Main Page | See live article | Alphabetical index

# Multiplication table

A multiplication table is used to define a 'multiplication' operation for an algebraic system. Multiplication tables as they are used to teach schoolchildren multiplication are a grid where rows and columns are headed by the numbers to multiply, and the entry in each cell is the product of the column and row headings:
 9 8 7 6 5 4 3 2 ū 2ū2 = 4 2 3ū3 = 9 3ū2 = 6 3 4ū4 = 16 4ū3 = 12 4ū2 = 8 4 5ū5 = 25 5ū4 = 20 5ū3 = 15 5ū2 = 10 5 6ū6 = 36 6ū5 = 30 6ū4 = 24 6ū3 = 18 6ū2 = 12 6 7ū7 = 49 7ū6 = 42 7ū5 = 35 7ū4 = 28 7ū3 = 21 7ū2 = 14 7 8ū8 = 64 8ū7 = 56 8ū6 = 48 8ū5 = 40 8ū4 = 32 8ū3 = 24 8ū2 = 16 8 9ū9 = 81 9ū8 = 72 9ū7 = 63 9ū6 = 54 9ū5 = 45 9ū4 = 36 9ū3 = 27 9ū2 = 18 9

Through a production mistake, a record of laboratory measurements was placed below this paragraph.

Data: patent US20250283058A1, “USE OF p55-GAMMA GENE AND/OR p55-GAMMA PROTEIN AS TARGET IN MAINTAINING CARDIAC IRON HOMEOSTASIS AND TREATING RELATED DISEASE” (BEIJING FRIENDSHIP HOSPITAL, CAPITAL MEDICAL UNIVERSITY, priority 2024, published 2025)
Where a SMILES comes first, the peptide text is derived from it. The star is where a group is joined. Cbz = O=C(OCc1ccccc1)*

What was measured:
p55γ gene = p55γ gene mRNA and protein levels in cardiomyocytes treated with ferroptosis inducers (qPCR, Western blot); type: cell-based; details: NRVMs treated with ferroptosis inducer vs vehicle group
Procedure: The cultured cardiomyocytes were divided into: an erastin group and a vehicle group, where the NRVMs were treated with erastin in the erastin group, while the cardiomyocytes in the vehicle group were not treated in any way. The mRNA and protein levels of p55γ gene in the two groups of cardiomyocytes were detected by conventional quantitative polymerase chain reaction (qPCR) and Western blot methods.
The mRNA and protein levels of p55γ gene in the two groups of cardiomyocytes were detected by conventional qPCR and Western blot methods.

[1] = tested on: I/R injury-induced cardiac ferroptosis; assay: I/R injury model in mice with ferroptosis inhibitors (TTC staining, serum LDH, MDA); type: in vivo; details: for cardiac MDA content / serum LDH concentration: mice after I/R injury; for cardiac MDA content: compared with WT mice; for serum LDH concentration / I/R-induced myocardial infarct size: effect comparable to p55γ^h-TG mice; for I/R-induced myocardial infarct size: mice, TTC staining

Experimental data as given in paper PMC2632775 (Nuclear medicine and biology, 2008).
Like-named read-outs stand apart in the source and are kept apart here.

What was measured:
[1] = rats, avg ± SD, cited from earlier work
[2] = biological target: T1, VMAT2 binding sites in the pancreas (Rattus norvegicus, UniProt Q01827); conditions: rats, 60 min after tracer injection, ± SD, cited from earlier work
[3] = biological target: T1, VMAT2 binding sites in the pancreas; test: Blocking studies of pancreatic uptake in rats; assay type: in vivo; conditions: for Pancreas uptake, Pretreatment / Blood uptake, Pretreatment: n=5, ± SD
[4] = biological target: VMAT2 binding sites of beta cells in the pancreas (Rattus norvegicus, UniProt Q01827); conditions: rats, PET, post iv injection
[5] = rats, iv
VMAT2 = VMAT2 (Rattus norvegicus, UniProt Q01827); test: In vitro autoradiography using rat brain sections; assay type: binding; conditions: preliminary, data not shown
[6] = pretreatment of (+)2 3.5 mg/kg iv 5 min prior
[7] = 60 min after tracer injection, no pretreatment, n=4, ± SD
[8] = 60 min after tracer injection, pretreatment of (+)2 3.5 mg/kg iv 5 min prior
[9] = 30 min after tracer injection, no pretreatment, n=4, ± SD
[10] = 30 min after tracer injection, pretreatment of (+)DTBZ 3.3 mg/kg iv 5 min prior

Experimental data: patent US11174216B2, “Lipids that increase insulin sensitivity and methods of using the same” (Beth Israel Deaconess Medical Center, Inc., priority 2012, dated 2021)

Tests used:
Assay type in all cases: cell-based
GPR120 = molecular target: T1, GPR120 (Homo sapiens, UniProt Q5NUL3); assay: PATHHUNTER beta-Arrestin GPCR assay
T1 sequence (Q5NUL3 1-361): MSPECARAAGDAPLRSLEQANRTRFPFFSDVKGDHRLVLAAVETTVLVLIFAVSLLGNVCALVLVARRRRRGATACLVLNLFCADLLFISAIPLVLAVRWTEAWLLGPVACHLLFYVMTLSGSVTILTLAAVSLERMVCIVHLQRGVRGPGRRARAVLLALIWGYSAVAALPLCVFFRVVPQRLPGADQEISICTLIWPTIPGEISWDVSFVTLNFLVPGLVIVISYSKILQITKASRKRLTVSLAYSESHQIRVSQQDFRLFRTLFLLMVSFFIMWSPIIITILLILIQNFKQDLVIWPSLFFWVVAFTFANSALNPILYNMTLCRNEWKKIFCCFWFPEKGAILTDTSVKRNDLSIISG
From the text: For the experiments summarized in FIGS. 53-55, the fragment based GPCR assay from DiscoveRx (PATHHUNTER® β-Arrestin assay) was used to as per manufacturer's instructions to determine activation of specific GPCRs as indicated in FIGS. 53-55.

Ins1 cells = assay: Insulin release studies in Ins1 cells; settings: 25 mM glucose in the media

This table does not give the ones and zeros. That is because:

• Anything times zero is zero.
• Anything times one is itself. For example, 5ū1=5.

Adding a number to itself is the same as multiplying it by two. For example, 7+7=14, which is the same as 7ū2.

Multiplication tables can define 'multiplication' operations for groups, fields, rings, and other algebraic systems.

The following table is an example of a multiplication table for the unit octonions (see octonion, from which this example is taken).

 · 1 e1 e2 e3 e4 e5 e6 e7 1 1 e1 e2 e3 e4 e5 e6 e7 e1 e1 -1 e4 e7 -e2 e6 -e5 -e3 e2 e2 -e4 -1 e5 e1 -e3 e7 -e6 e3 e3 -e7 -e5 -1 e6 e2 -e4 e1 e4 e4 e2 -e1 -e6 -1 e7 e3 -e5 e5 e5 -e6 e3 -e2 -e7 -1 e1 e4 e6 e6 e5 -e7 e4 -e3 -e1 -1 e2 e7 e7 e3 e6 -e1 e5 -e4 -e2 -1